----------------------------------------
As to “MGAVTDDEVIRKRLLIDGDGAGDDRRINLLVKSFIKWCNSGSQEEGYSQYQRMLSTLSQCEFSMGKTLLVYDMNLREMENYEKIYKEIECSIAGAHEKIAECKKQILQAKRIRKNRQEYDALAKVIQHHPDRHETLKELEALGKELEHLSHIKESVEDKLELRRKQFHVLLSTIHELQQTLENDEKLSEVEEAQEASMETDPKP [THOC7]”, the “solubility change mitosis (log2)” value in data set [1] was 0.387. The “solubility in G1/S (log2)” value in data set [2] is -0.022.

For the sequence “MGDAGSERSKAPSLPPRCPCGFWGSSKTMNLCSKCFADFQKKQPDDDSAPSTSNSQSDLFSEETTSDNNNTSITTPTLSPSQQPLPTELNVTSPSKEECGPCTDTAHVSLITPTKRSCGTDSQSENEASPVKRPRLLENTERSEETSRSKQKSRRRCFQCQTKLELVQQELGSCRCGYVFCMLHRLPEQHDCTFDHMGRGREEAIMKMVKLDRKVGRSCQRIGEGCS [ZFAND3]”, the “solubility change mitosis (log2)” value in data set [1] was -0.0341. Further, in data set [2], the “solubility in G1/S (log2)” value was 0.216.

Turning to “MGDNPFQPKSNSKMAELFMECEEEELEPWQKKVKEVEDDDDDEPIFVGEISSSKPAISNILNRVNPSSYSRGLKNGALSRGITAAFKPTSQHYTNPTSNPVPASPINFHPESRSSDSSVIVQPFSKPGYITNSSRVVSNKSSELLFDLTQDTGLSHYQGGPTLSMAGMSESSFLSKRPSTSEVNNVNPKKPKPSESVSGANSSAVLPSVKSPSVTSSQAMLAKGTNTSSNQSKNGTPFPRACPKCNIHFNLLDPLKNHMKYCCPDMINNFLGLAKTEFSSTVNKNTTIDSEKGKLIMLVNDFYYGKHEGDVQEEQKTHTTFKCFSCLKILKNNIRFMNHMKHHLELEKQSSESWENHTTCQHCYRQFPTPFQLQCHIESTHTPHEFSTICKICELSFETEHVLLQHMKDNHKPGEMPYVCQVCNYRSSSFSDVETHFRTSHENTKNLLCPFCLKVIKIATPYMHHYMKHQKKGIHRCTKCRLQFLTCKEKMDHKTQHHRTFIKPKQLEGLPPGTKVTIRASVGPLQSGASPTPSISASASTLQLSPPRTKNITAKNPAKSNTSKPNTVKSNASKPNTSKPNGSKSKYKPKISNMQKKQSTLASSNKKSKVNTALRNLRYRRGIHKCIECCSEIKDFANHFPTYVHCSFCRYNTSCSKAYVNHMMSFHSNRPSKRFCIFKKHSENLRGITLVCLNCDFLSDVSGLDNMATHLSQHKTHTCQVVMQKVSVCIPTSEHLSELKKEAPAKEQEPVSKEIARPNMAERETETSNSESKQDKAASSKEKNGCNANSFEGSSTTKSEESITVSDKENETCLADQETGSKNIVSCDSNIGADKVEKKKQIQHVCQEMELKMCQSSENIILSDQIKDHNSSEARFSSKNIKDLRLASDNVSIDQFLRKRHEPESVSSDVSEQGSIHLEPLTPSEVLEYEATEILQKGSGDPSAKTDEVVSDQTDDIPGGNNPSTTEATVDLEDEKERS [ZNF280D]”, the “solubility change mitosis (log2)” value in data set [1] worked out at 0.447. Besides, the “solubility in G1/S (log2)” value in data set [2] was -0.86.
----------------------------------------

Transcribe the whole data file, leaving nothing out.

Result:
As to “MGAVTDDEVIRKRLLIDGDGAGDDRRINLLVKSFIKWCNSGSQEEGYSQYQRMLSTLSQCEFSMGKTLLVYDMNLREMENYEKIYKEIECSIAGAHEKIAECKKQILQAKRIRKNRQEYDALAKVIQHHPDRHETLKELEALGKELEHLSHIKESVEDKLELRRKQFHVLLSTIHELQQTLENDEKLSEVEEAQEASMETDPKP [THOC7]”, the “solubility change mitosis (log2)” value in data set [1] was 0.387. The “solubility in G1/S (log2)” value in data set [2] is -0.022.

For the sequence “MGDAGSERSKAPSLPPRCPCGFWGSSKTMNLCSKCFADFQKKQPDDDSAPSTSNSQSDLFSEETTSDNNNTSITTPTLSPSQQPLPTELNVTSPSKEECGPCTDTAHVSLITPTKRSCGTDSQSENEASPVKRPRLLENTERSEETSRSKQKSRRRCFQCQTKLELVQQELGSCRCGYVFCMLHRLPEQHDCTFDHMGRGREEAIMKMVKLDRKVGRSCQRIGEGCS [ZFAND3]”, the “solubility change mitosis (log2)” value in data set [1] was -0.0341. Further, in data set [2], the “solubility in G1/S (log2)” value was 0.216.

Turning to “MGDNPFQPKSNSKMAELFMECEEEELEPWQKKVKEVEDDDDDEPIFVGEISSSKPAISNILNRVNPSSYSRGLKNGALSRGITAAFKPTSQHYTNPTSNPVPASPINFHPESRSSDSSVIVQPFSKPGYITNSSRVVSNKSSELLFDLTQDTGLSHYQGGPTLSMAGMSESSFLSKRPSTSEVNNVNPKKPKPSESVSGANSSAVLPSVKSPSVTSSQAMLAKGTNTSSNQSKNGTPFPRACPKCNIHFNLLDPLKNHMKYCCPDMINNFLGLAKTEFSSTVNKNTTIDSEKGKLIMLVNDFYYGKHEGDVQEEQKTHTTFKCFSCLKILKNNIRFMNHMKHHLELEKQSSESWENHTTCQHCYRQFPTPFQLQCHIESTHTPHEFSTICKICELSFETEHVLLQHMKDNHKPGEMPYVCQVCNYRSSSFSDVETHFRTSHENTKNLLCPFCLKVIKIATPYMHHYMKHQKKGIHRCTKCRLQFLTCKEKMDHKTQHHRTFIKPKQLEGLPPGTKVTIRASVGPLQSGASPTPSISASASTLQLSPPRTKNITAKNPAKSNTSKPNTVKSNASKPNTSKPNGSKSKYKPKISNMQKKQSTLASSNKKSKVNTALRNLRYRRGIHKCIECCSEIKDFANHFPTYVHCSFCRYNTSCSKAYVNHMMSFHSNRPSKRFCIFKKHSENLRGITLVCLNCDFLSDVSGLDNMATHLSQHKTHTCQVVMQKVSVCIPTSEHLSELKKEAPAKEQEPVSKEIARPNMAERETETSNSESKQDKAASSKEKNGCNANSFEGSSTTKSEESITVSDKENETCLADQETGSKNIVSCDSNIGADKVEKKKQIQHVCQEMELKMCQSSENIILSDQIKDHNSSEARFSSKNIKDLRLASDNVSIDQFLRKRHEPESVSSDVSEQGSIHLEPLTPSEVLEYEATEILQKGSGDPSAKTDEVVSDQTDDIPGGNNPSTTEATVDLEDEKERS [ZNF280D]”, the “solubility change mitosis (log2)” value in data set [1] worked out at 0.447. Besides, the “solubility in G1/S (log2)” value in data set [2] was -0.86.